Macron Vows to Heal France’s Divisions After Victory Over Le PenBy , , , and
President-elect pledges ‘no more reason to vote for extremes’
Leaders from Trump to Trudeau and Merkel congratulate Macron
Emmanuel Macron pledged to heal France’s rifts after his victory over Marine Le Pen in the presidential election, saying that he’ll work to address the concerns that were exposed during one of the most divisive campaigns of recent history.
The president-elect made his comments in a speech to supporters at campaign headquarters in Paris less than an hour after Le Pen conceded the election. Macron received 66 percent of expressed votes, the French Interior Ministry said. The far-right Le Pen had 34 percent.
“I know that there is anger, worry and doubts that many of you have expressed,” said Macron, 39, pledging to “fight with all my energy against the deepening divisions” in French society. Addressing a rally outside the Louvre museum later, he added: “I will do everything in the next five years so that they have no more reason to vote for extremes.”
Macron’s commanding victory over the National Front candidate on a platform of free-market policies strengthens the European Union and deals a blow to the populist wave that has roiled western democracies for the past year. An independent centrist who has never before run for office, he is set to become the youngest-ever elected French head of state.
“Macron is a new face and that’s exactly what France and Europe need: a fresh start,” said Andre Sapir, a senior scholar at the Bruegel think tank in Brussels. “Macron gives Europe huge hope.”
Macron is likely to be inaugurated next Sunday, his campaign manager Richard Ferrand said on Europe1 radio. He shook off questions about Macron’s potential pick for prime minister.
The euro reversed early gains and was down 0.3 percent to $1.0965 at 9:52 a.m. in Paris, as investors weighed the task ahead. The French stock market’s CAC40 Index opened down 0.7 percent trimming a sharp rally over the past week as his victory became more likely.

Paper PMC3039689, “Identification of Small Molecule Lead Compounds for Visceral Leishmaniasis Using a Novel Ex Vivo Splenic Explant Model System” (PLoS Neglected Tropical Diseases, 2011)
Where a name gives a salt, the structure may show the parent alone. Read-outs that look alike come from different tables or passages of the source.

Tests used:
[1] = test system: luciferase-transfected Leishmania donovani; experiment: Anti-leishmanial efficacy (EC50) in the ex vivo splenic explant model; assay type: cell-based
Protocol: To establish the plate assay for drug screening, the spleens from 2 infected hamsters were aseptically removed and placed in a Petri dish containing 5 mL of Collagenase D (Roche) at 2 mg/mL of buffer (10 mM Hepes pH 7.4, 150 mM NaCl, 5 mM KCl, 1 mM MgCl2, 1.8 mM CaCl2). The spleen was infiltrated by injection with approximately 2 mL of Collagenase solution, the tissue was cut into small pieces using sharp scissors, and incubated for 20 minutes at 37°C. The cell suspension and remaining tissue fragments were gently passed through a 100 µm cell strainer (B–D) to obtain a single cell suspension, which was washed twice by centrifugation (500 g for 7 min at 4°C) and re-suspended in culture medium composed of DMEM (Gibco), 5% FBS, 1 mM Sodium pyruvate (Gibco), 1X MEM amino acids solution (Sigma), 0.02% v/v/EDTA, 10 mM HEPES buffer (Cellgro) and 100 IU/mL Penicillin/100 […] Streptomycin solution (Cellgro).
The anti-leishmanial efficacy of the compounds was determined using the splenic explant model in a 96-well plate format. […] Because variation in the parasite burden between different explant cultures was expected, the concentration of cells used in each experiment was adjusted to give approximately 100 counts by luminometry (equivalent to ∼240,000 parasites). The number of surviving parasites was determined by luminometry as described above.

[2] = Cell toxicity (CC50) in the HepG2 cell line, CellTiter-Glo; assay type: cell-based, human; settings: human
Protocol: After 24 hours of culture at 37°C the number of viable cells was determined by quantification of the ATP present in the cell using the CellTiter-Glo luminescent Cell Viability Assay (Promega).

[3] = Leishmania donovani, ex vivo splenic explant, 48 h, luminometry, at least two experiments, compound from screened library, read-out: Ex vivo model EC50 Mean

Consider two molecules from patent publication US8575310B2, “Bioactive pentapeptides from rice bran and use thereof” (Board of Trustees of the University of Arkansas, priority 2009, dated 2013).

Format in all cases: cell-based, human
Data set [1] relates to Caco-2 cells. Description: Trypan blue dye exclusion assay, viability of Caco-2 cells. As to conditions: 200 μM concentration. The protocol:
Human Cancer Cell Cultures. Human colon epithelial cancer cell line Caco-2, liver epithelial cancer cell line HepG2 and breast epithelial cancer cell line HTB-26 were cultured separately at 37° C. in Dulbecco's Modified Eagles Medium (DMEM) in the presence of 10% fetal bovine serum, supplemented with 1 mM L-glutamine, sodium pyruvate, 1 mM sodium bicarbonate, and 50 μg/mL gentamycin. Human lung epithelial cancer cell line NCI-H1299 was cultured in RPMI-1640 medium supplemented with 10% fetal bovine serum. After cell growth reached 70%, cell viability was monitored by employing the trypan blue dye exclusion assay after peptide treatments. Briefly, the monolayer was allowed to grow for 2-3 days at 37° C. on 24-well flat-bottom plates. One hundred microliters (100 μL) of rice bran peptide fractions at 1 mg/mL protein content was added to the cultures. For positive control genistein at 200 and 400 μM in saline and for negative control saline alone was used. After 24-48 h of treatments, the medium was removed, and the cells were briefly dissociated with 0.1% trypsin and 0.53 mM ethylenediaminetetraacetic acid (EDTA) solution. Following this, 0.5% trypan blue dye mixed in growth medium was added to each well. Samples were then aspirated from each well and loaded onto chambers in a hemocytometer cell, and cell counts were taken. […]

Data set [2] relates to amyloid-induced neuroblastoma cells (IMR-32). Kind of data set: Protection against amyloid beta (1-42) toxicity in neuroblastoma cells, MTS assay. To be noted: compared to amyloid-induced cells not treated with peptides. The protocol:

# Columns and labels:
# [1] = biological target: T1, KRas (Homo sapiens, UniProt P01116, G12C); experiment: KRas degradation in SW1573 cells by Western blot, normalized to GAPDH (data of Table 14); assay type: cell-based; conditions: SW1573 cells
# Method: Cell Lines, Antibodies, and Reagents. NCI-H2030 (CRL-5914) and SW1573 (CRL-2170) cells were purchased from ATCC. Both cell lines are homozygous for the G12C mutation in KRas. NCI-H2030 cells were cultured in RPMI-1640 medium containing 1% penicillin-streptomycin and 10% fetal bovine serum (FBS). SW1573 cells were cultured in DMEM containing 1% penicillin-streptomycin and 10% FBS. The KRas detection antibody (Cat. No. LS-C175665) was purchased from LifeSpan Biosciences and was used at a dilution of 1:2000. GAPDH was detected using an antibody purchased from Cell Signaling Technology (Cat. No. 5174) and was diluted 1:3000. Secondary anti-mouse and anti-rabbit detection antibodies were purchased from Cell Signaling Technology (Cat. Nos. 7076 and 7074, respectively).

A pro-European globalist, Macron’s challenge will be to end years of high unemployment and sluggish growth, deal with the terrorist threat that has traumatized the country and, ultimately, restore faith in the political establishment.
Leaders were quick to hail Macron’s achievement, with U.K. Prime Minister Theresa May among the first to offer her congratulations. German Chancellor Angela Merkel praised his pro-European campaign in a brief call. President Donald Trump took to Twitter to congratulate Macron on his “big win.”
The outcome will help restore some of the EU’s self-confidence after it was battered by Britain’s decision to leave the bloc last year. A committed free-trader, Macron will help act as a counterweight to the protectionist wing of Trump’s White House, along with Merkel, Canada’s Justin Trudeau and Xi Jinping of China. France is mainland Europe’s second-largest economy and leading military power.
The election result is at once a blow to Russian President Vladimir Putin, who met with Le Pen at the Kremlin in March, and a rebuff to Trump, who said in April that Le Pen was the “strongest” candidate on borders, even if neither leader officially endorsed her.
“This is of huge significance for French politics,” Bruno Cautres, a political scientist at the Sciences Po institute in Paris, said by phone. “The voters’ demand for political renewal has swept everything aside, politicians of the establishment have been eliminated one after the other, and the winner is someone who has never been elected before.”
Capturing the presidency is a remarkable achievement for Macron, who built his En Marche! movement in just the past year. A former investment banker and one-time economy minister in the outgoing government of Socialist President Francois Hollande, he only resigned his post in August to run for the presidency. He is the first postwar head of state to be elected from outside the traditional party structure.